The wafting fingers of smell will connect me instantly to places in the past via the invisible subway of time, coursing through memories that otherwise would be lost. Or maybe they were never there. For the strangest reason, chopping an onion invariably takes me to the corner of two streets whose names I can no longer remember — Rio Grande and 13th? — near the University of Texas in Austin. I’m immediately standing in front of a small convenience store on that corner. Not inside the store, just standing outside looking at it. Why I travel to that spot when I cut an onion I have no idea, but I absolutely can verify I never cut an onion standing on that corner 55 years ago.
The smell of French perfume, which is unique compared to American scents, takes me to the New Hebrides, where we’re anchored stern-to in our sailboat in front of a colonizer’s grand home. Across the early morning still waters is a small island where women are cooking yams and the staples of the day over their cookfires. I can hear the cry of babies drifting across the still waters. I was pregnant at the time with my second child, and the smell of that perfume reminds me of the morning sickness I suffered.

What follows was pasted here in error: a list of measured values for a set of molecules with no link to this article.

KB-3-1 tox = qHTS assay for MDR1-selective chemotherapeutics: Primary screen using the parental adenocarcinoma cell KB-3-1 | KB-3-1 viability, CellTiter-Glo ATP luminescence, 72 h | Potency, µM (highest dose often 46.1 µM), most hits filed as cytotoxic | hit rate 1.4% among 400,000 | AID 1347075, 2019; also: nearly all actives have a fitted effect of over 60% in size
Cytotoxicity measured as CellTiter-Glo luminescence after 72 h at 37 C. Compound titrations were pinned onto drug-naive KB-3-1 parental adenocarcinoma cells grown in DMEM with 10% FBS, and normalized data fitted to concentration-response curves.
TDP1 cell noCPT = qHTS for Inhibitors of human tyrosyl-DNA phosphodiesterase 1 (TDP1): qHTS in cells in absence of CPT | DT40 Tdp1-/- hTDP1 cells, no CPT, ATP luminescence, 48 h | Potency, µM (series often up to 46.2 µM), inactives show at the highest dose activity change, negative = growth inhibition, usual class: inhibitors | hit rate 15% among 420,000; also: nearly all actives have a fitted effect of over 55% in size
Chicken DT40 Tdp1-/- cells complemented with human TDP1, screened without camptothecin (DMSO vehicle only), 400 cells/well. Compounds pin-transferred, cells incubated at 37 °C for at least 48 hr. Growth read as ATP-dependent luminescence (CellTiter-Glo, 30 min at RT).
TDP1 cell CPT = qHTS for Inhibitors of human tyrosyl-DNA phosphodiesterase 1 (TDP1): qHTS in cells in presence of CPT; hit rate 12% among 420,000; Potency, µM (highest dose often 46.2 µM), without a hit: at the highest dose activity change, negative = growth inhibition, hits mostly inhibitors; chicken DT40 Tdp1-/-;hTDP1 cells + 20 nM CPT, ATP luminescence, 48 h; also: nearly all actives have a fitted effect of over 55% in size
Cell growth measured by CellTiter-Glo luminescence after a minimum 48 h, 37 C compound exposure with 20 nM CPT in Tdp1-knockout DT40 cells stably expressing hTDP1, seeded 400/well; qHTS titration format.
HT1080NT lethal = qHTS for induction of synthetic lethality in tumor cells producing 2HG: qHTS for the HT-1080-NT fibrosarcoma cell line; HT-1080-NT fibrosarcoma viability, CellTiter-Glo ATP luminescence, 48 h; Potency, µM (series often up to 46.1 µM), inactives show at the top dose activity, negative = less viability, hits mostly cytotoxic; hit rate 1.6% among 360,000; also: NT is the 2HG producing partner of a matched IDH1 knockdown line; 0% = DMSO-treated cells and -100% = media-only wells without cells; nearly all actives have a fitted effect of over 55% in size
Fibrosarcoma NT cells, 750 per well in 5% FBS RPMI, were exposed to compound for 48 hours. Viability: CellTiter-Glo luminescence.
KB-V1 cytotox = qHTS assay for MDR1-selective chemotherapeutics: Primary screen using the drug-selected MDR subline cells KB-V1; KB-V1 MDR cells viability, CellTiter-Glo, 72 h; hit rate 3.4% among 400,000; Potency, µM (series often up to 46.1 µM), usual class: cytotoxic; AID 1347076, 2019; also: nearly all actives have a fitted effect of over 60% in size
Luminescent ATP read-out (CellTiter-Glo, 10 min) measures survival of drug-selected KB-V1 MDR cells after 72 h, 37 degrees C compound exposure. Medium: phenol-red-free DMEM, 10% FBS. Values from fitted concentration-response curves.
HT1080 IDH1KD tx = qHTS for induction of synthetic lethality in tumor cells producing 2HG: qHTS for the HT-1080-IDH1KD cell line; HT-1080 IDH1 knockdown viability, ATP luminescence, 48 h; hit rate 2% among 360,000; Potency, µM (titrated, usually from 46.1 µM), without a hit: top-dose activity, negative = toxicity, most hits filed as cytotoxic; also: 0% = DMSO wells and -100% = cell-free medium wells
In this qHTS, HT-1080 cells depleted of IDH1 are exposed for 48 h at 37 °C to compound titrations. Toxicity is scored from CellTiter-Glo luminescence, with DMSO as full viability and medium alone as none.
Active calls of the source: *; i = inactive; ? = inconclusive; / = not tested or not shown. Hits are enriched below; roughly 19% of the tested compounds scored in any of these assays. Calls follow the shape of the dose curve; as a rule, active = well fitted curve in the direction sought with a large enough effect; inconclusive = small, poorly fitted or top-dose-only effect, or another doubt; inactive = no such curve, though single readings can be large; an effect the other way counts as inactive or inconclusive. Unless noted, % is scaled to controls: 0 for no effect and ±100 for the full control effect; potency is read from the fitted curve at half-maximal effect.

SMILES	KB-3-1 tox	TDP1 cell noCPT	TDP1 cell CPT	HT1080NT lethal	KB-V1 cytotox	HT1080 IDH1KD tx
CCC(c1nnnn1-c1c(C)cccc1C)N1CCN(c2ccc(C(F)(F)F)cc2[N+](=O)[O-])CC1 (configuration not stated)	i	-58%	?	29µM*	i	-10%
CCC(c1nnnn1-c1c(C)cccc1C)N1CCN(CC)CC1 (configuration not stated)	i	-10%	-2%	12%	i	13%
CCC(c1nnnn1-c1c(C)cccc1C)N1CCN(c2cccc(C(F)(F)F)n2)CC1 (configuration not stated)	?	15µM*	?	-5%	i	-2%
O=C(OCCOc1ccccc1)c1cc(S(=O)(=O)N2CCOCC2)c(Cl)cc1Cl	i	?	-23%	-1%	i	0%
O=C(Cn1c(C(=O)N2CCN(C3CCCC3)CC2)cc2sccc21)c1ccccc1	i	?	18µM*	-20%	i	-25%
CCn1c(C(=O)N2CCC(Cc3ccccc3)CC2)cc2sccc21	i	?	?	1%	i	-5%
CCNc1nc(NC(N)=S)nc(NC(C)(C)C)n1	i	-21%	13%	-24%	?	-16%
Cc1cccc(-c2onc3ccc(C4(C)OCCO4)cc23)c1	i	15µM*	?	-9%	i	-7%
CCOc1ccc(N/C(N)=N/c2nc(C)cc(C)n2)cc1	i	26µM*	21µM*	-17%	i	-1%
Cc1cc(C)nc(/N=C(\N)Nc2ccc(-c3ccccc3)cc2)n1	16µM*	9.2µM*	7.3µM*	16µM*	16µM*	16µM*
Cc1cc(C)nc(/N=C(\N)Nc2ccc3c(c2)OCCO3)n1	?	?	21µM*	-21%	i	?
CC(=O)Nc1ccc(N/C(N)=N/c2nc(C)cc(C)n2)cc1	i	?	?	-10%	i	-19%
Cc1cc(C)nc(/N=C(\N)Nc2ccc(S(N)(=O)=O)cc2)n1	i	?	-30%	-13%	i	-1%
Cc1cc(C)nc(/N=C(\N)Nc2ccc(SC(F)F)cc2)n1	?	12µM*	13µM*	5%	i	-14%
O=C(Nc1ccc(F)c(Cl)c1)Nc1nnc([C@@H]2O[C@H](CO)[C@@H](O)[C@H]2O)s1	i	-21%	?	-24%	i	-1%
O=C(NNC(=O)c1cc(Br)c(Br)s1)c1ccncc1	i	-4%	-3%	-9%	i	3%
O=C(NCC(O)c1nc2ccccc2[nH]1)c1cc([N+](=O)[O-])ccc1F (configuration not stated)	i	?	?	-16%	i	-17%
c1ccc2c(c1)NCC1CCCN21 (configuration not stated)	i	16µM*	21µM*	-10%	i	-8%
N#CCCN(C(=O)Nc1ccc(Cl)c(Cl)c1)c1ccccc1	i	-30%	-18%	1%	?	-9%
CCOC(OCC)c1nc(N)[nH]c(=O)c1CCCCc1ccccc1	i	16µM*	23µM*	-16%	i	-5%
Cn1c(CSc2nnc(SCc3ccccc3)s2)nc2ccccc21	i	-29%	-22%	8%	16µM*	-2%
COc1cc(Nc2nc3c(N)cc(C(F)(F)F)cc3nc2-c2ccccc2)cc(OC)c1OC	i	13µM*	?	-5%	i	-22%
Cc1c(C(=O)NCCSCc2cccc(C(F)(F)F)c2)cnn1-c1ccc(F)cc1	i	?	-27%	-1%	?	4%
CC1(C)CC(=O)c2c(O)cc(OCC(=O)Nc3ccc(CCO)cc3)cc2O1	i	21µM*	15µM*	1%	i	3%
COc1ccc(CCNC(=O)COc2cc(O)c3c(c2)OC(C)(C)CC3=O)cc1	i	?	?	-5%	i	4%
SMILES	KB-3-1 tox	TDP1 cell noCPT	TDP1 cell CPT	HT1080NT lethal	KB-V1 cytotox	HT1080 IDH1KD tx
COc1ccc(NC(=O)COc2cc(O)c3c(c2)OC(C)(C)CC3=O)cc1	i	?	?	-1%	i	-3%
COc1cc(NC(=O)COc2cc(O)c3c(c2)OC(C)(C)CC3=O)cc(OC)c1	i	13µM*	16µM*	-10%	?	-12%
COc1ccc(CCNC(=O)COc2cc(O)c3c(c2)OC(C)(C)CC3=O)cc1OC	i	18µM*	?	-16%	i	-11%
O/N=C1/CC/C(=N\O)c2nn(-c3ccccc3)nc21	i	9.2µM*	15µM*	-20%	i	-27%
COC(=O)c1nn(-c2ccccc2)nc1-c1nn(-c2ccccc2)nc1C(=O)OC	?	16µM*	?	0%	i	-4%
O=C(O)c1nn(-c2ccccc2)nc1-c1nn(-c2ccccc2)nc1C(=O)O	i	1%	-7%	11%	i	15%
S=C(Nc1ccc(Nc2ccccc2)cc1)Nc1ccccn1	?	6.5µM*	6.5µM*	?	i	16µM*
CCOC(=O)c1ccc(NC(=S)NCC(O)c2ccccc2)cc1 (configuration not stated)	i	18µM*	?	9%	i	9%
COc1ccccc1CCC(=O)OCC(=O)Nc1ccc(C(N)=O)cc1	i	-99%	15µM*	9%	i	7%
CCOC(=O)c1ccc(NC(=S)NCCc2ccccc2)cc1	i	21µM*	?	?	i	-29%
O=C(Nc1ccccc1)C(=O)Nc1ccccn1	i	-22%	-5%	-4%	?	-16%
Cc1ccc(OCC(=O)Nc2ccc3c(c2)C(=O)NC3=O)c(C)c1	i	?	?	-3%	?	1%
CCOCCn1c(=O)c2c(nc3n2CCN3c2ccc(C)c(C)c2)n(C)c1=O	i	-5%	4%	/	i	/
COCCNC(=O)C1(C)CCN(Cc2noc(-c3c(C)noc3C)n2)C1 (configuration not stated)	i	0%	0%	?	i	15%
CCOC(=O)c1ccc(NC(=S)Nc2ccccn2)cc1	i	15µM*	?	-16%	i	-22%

The smell of marshland transports me to a childhood playing freely along the creeks of Maryland, while the smell of booze and cigarettes leaves me hiding in the darkness of night. On the rich sap smell of a pine forest, I travel to hot afternoons arriving at unnamed mountain campsites. The sweet smell of a salty ocean and creosoted wharf pilings carry me quickly to Cape Cod for the summer, while the whiff of fresh horse apples transports me on horseback to the foothills of Santa Barbara.
Why should I buy a plane ticket to travel when so many smells carry me away for free?